UPDATE: As expected, the White Sox have non-tendered Jenks.
Throughout the past year or so there’s been speculation about the White Sox non-tendering closer Bobby Jenks this offseason. He made $7.5 million in 2010 and would be in line for a raise through the arbitration process, and his performance has deteriorated to the point that he’s simply no longer an elite reliever.
In addition to his save total dropping in four straight seasons Jenks’ opponents’ batting average and walk rate have also risen in all four of those years and he has a 4.08 ERA in the past two seasons. He’s still a good reliever, but he’s no longer a great one and certainly isn’t valuable enough to be worth the $9 million or so he’d be due via arbitration.
All of which is why it’s no surprise that Doug Padilla of ESPNChicago.com reports that the White Sox “are prepared to sever ties” with Jenks at tonight’s non-tender deadline. Padilla notes that Jenks’ increasingly poor relationship with manager Ozzie Guillen has also played a part in the decision, but it would be a no-brainer move for the White Sox based strictly on his performance.
Chicago would likely plug Matt Thornton into the closer role if they indeed non-tender Jenks, although Chris Sale could also get a shot at ninth-inning duties if he’s not moved to the rotation full time.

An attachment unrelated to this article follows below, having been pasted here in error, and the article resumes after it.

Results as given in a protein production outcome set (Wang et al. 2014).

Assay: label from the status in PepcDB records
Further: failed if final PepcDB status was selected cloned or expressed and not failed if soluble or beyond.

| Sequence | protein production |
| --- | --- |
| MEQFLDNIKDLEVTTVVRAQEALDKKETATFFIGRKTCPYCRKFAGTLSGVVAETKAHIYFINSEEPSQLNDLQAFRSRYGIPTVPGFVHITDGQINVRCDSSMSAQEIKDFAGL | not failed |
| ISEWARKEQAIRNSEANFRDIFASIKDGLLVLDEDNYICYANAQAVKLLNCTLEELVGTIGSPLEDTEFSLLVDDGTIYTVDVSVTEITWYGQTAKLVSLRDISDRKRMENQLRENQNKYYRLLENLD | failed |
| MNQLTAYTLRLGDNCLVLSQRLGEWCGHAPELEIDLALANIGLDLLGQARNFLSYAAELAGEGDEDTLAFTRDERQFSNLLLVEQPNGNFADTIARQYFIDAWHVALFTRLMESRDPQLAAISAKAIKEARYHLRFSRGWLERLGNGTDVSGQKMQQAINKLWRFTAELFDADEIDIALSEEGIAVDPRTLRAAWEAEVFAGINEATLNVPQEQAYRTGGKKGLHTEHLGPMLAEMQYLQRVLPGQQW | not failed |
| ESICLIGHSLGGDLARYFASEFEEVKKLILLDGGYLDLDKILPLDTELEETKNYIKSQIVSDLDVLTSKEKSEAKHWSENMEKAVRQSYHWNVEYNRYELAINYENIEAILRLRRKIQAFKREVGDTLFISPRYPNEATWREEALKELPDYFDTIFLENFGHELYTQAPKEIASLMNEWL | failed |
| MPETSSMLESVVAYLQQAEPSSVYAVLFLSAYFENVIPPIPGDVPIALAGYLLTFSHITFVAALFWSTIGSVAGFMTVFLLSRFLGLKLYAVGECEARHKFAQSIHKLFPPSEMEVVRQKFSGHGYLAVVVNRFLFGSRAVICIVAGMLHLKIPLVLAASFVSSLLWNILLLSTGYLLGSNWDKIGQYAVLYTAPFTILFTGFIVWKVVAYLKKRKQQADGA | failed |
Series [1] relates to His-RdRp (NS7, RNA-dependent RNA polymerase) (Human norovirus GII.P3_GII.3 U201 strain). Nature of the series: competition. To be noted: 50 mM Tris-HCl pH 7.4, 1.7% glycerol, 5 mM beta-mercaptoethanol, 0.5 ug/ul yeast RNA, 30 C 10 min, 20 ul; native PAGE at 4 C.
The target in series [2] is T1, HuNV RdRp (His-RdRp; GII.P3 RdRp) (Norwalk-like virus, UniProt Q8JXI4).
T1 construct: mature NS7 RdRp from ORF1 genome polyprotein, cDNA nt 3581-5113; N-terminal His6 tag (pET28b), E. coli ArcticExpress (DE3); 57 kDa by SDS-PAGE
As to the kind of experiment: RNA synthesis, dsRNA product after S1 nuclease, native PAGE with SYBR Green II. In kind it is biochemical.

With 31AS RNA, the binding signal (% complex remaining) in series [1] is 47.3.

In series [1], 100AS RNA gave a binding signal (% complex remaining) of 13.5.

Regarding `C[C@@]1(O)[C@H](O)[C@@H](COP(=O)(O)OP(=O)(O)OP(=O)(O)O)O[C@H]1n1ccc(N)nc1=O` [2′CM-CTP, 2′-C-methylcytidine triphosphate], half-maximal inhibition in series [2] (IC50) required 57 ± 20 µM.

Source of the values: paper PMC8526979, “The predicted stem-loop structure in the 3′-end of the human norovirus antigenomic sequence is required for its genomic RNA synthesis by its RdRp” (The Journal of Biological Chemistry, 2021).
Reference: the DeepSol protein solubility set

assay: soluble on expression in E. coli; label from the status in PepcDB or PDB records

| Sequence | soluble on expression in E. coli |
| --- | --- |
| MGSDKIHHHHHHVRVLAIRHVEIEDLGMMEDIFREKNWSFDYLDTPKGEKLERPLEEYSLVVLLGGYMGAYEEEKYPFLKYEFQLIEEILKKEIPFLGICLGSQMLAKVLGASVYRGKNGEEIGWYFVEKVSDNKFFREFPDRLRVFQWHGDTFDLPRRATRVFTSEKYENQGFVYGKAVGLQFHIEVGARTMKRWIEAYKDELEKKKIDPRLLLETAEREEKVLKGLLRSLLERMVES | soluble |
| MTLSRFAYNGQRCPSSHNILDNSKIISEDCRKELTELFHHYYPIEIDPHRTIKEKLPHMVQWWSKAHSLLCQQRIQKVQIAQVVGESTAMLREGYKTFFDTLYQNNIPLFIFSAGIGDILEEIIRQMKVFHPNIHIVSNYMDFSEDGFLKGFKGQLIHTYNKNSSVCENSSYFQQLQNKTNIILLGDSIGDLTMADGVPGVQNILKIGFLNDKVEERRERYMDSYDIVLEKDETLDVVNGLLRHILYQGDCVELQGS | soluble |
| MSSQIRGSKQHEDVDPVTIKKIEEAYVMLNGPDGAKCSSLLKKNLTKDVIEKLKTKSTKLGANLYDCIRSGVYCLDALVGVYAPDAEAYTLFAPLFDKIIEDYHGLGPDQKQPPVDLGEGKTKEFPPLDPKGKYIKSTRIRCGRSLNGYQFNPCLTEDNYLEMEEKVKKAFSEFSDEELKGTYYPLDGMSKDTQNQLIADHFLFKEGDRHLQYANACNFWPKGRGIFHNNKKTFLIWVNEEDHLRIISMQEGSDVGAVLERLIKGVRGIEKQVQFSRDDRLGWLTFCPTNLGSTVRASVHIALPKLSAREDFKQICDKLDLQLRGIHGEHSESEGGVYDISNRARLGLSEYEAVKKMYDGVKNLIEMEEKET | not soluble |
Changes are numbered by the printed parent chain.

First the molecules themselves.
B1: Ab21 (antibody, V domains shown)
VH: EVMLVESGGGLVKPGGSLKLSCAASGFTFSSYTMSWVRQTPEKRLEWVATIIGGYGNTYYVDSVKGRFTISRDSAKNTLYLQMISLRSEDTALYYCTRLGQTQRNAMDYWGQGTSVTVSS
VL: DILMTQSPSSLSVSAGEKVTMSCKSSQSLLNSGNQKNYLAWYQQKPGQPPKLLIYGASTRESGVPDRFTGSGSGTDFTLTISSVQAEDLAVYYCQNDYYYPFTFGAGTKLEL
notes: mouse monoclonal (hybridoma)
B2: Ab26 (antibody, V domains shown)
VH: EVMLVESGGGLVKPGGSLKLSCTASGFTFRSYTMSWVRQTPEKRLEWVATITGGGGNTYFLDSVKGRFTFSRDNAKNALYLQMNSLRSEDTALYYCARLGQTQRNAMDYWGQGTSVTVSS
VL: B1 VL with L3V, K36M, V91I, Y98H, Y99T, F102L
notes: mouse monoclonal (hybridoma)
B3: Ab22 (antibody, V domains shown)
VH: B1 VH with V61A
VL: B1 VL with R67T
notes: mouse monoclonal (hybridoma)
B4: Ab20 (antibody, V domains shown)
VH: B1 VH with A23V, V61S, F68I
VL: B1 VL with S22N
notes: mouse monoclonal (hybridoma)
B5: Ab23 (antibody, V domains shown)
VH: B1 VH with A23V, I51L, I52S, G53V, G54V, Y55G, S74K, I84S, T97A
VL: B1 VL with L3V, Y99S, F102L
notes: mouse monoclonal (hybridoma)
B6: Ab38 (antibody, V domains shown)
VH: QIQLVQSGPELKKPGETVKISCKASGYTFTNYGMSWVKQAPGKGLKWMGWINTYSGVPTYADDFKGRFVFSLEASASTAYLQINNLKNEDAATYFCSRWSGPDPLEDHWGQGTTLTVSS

Jaime Garcia has been at the center of trade talks for several days now, but on Friday night, he commanded center stage for an entirely different reason. The Braves’ southpaw went head-to-head with Dodgers’ lefty Alex Wood and mashed his first career grand slam: a two-out, 399-foot blast that cleared the wall in right field and put the Braves up 9-0 in the fifth inning.
The bases-loaded knock was the third career home run for Garcia, whose contributions at the plate have been few and far between over his nine-year track in the major leagues. Not only did the homer mark an impressive career first for the 30-year-old, but it was just the second pitcher grand slam in Braves’ history and the first since 1966.
Garcia looked almost as impressive on the mound during Friday’s series opener, issuing one run, four hits and three strikeouts through his first six innings. The Braves currently lead the Dodgers 12-1 in the top of the seventh inning.
As for whether the slam will affect negotiations between the Braves and Twins? MLB.com’s Mike Petriello put it best:
Athletics’ first baseman Ryon Healy had a scary moment during Friday’s loss to the Mets. Lucas Duda smacked a single to the first base side, where the ball took a high hop and caught Healy in the left temple. He crumpled to the ground after getting struck by the one-hopper, but was eventually able to stand and walk off the field with assistance from a trainer.
Prior to the injury, Healy went 2-for-3 at the plate with an RBI single in the first inning. He was replaced by Yonder Alonso, who finished off the rest of the night’s 7-5 loss with a walk in two plate appearances.
Following the game, manager Bob Melvin told reporters that Healy did not appear to have sustained a concussion as a result of the hit. Healy said he thinks he’ll be good to go for Saturday’s game, though a final decision likely won’t be made until tomorrow.